The Riddler: Year One is a unique, even historic comic book event. Not only is it a DC book that functions as a prequel to one of the biggest movies in the year in The Batman, telling the tale of how a put upon, socially awkward accountant eventually becomes a terrifying serial killer and Gotham City villain of note, but it’s written by the actor who played the character himself, Paul Dano. We spoke with Dano about how this book helped him utilize some of the backstory he had created in his mind when formulating his Riddler performance, and you can read that here (or listen to our full interview), but there’s one subtle piece of history tucked away in the book that ties it not only to the very first Riddler story ever, but even the Batman TV series of the 1960s.
THE FIRST RIDDLER STORY
In the early pages of The Riddler: Year One, a pre-Riddler Edward Nashton is seen on the Gotham subway amusing himself with an app called Riddle King, which among other things, contains crossword puzzle exercises. The three visible clues are: “a water utensil,” “a public way,” and “a formal dinner.” Two of those clues are already filled in by Edward, with the solutions reading “basin” and “street” respectively. Any puzzle enthusiasts may note that the answer to the final clue is “”banquet,” and these three seemingly innocuous words are key pieces of Riddler’s comics and TV history, now forever tied to one of the great superhero movies of all time, as well.
The Riddler first appeared in 1948’s Detective Comics #140 by Bill Finger and Dick Sprang (yep, you can chalk up yet another all-time Batman character to the imagination of Bill Finger). In it, Riddler’s first public act as a costumed villain is to take over the Cross Cleaning Company’s giant crossword puzzle billboard (god, comics are awesome) and tease Batman and Robin with three clues he promises will point the way to a crime he intends to commit.
Those clues are exactly the same as the ones we see in The Riddler: Year One, and their solution, “basin,” “street,” and “banquet” initially misdirect the Dynamic Duo to “a big civic charity banquet being held at the Basin Street Hotel.” But the Riddler also likes wordplay, you see, and “banquet” was instead meant to be read as “bank wet,” and while Batman and Robin waste their time investigating a banquet that never gets robbed, the Riddler floods the Basin Street Bank in order to rob it.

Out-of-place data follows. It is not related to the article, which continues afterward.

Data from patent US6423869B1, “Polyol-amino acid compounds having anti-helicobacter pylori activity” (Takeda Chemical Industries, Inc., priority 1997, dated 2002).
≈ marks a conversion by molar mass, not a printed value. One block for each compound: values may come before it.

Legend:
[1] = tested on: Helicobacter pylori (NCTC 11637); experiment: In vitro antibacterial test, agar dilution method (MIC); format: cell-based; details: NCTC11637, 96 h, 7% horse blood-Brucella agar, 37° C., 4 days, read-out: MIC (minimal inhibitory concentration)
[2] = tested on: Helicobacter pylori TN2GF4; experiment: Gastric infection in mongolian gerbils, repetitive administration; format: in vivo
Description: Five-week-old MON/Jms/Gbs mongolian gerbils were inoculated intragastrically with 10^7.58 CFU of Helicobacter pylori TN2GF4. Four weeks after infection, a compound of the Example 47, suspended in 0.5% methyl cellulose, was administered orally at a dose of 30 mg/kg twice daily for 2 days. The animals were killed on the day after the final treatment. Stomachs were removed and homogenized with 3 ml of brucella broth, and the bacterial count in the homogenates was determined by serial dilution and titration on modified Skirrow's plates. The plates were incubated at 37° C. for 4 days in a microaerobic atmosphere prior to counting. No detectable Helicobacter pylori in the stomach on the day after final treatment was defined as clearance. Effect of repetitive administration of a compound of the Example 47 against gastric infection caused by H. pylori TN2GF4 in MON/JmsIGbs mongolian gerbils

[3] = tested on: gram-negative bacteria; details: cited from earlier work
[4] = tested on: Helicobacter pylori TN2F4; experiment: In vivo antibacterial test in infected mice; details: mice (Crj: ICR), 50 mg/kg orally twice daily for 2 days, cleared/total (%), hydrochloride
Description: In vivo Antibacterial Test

The decision to include this callback to the very first Riddler story came from The Riddler: Year One artist Stevan Subic, who provides terrifically moody and atmospheric linework for the book in addition to his knowledge of bat-history.
“He put that in there and it’s been very important to him,” Dano tells us. “So this is a part of my backstory when playing in the film. Games, that’s the only place that Edward has ever gotten any positive feedback in his life was my point of view on this when acting [in the role]. It’s like the game, the riddle, cracking it… he had to find ways to get anything that felt good by himself. Gotham never gave him anything to feel good about. So you see him playing a game, and it says, ‘you win,’ and then he feels better. I said, ‘We’ve got to design this game.’ I didn’t know what to call the game. I was like, ‘What’s the right tone to strike here?’ And Stevan put in this Easter egg callback and he was really excited about it.”
And funny enough, this inclusion also ties the grimmest, most nuanced version of Riddler ever portrayed on film with one of the weirdest.
Frank Gorshin will forever be remembered as the Riddler of the 1960s Batman TV series. But he took a brief break from the role during that show’s second season (either because of scheduling conflicts or a pay dispute, depending on whose side of the story you want to believe), and the role went to The Addams Family’s John Astin. Gorshin’s tights are impossible to fill, even for a similarly legendary comedic actor like Astin, but his two-part stint as Riddler (“Batman’s Anniversary” and “A Riddling Controversy”) are worth a revisit, in part because of how they adapt elements of that very first Riddler story from Detective Comics #140.
In particular, the “basin,” “street,” and “banquet” clues are all in place, including the flooded bank gimmick. Wait a minute…now that we think about it, considering how much of ol’ Eddie Nashton’s MO in The Batman was about getting to the point where he could flood Gotham City, maybe there’s even more to these water clues than we thought! It just goes to show you that you shouldn’t discount any interpretation of the Batman legend, because they’re all valid in the end.
Listen to our full interview with Paul Dano about The Batman and The Riddler: Year One here!